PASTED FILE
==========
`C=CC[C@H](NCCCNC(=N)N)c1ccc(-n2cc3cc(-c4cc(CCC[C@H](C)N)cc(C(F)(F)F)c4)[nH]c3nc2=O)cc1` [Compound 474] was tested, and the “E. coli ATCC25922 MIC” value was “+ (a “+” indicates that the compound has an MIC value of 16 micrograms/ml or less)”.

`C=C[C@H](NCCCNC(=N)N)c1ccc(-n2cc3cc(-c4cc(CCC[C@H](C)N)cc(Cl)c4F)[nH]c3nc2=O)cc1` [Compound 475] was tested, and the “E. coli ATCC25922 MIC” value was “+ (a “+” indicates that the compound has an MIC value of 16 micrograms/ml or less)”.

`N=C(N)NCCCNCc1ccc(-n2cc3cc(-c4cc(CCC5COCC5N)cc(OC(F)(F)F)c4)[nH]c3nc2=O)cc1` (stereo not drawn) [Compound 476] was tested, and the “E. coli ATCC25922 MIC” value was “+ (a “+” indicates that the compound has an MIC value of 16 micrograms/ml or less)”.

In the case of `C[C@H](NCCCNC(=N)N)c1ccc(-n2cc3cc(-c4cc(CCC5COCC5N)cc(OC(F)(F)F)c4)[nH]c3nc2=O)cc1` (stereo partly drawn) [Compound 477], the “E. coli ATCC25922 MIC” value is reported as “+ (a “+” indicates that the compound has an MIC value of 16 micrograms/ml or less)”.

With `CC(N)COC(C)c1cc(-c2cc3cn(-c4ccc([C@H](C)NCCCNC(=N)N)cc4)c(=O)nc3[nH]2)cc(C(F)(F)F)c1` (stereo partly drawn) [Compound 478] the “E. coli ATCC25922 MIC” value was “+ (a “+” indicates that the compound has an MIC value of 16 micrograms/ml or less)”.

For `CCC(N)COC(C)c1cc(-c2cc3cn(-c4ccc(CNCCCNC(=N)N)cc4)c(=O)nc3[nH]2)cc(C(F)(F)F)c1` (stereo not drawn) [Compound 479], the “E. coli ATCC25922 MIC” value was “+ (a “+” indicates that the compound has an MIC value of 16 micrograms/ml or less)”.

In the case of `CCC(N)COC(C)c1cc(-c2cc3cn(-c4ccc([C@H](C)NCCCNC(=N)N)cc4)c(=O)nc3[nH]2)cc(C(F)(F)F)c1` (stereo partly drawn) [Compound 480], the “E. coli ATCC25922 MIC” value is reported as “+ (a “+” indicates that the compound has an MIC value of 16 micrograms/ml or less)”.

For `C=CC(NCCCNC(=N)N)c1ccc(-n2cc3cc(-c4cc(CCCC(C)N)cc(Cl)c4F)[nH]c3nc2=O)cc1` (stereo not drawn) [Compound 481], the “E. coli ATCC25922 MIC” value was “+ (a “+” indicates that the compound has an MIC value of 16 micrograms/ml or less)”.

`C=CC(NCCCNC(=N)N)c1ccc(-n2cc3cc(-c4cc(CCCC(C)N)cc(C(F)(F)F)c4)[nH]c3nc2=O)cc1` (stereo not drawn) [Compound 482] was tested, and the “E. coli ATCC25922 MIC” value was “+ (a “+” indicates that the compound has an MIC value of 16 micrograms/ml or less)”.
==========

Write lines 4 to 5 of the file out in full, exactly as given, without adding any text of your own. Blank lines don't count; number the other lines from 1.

In the case of `C[C@H](NCCCNC(=N)N)c1ccc(-n2cc3cc(-c4cc(CCC5COCC5N)cc(OC(F)(F)F)c4)[nH]c3nc2=O)cc1` (stereo partly drawn) [Compound 477], the “E. coli ATCC25922 MIC” value is reported as “+ (a “+” indicates that the compound has an MIC value of 16 micrograms/ml or less)”.

With `CC(N)COC(C)c1cc(-c2cc3cn(-c4ccc([C@H](C)NCCCNC(=N)N)cc4)c(=O)nc3[nH]2)cc(C(F)(F)F)c1` (stereo partly drawn) [Compound 478] the “E. coli ATCC25922 MIC” value was “+ (a “+” indicates that the compound has an MIC value of 16 micrograms/ml or less)”.